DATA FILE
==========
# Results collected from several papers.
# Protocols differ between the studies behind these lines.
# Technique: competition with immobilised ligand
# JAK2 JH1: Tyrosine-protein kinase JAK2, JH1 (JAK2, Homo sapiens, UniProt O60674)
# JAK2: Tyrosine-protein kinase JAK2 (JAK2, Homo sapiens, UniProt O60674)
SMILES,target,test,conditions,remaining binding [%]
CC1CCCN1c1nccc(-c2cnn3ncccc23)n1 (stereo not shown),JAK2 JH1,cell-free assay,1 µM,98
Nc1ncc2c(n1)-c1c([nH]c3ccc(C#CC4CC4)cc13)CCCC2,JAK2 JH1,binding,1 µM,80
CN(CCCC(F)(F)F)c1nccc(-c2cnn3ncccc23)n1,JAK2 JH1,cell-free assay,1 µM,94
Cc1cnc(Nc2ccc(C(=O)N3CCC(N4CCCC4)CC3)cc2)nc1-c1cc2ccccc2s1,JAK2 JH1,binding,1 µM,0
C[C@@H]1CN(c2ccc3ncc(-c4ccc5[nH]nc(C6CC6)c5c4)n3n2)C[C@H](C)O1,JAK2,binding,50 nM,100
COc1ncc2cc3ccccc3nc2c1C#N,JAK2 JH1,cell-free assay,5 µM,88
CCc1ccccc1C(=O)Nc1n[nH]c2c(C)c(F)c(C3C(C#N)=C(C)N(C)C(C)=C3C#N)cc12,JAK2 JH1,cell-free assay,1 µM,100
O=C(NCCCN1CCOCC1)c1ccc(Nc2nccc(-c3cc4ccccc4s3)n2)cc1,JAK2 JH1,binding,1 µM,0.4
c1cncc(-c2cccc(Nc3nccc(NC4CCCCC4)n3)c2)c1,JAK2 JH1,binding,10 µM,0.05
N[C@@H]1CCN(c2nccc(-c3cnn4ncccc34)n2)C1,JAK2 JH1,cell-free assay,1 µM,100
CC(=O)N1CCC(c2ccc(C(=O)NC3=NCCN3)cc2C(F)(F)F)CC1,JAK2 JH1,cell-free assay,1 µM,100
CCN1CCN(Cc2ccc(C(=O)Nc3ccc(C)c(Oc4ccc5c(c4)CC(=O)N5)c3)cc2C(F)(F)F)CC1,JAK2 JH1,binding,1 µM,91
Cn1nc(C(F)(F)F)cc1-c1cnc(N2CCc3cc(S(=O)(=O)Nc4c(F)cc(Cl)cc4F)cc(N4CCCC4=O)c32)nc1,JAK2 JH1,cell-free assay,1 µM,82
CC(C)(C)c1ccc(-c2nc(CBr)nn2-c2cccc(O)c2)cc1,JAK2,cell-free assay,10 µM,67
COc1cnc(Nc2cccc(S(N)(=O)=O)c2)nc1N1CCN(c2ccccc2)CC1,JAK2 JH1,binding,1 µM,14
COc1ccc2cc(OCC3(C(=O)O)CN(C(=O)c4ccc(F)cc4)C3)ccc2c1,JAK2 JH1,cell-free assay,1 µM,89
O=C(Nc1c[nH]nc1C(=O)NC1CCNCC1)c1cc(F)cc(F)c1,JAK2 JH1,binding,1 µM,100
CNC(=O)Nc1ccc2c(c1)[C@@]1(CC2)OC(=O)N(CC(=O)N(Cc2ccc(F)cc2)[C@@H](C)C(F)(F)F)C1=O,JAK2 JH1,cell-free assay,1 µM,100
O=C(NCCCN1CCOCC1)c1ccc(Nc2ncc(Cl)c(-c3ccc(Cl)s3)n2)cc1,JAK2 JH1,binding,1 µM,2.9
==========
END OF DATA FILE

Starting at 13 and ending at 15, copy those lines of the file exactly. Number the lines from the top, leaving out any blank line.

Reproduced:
CCc1ccccc1C(=O)Nc1n[nH]c2c(C)c(F)c(C3C(C#N)=C(C)N(C)C(C)=C3C#N)cc12,JAK2 JH1,cell-free assay,1 µM,100
O=C(NCCCN1CCOCC1)c1ccc(Nc2nccc(-c3cc4ccccc4s3)n2)cc1,JAK2 JH1,binding,1 µM,0.4
c1cncc(-c2cccc(Nc3nccc(NC4CCCCC4)n3)c2)c1,JAK2 JH1,binding,10 µM,0.05